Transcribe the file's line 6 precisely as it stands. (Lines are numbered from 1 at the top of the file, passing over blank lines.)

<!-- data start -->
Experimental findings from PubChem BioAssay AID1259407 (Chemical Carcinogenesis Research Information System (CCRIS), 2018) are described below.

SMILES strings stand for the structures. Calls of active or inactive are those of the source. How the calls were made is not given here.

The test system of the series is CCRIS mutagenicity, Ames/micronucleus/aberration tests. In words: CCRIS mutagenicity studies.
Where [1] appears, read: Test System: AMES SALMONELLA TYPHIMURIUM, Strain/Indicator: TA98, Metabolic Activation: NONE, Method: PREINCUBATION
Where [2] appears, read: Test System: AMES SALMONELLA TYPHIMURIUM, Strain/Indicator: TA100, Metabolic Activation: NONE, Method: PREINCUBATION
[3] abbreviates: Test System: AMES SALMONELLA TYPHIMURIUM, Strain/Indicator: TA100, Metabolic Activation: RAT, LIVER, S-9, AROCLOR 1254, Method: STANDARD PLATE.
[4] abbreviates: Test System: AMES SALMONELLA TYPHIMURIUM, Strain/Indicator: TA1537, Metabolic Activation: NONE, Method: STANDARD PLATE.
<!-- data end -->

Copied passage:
[3] abbreviates: Test System: AMES SALMONELLA TYPHIMURIUM, Strain/Indicator: TA100, Metabolic Activation: RAT, LIVER, S-9, AROCLOR 1254, Method: STANDARD PLATE.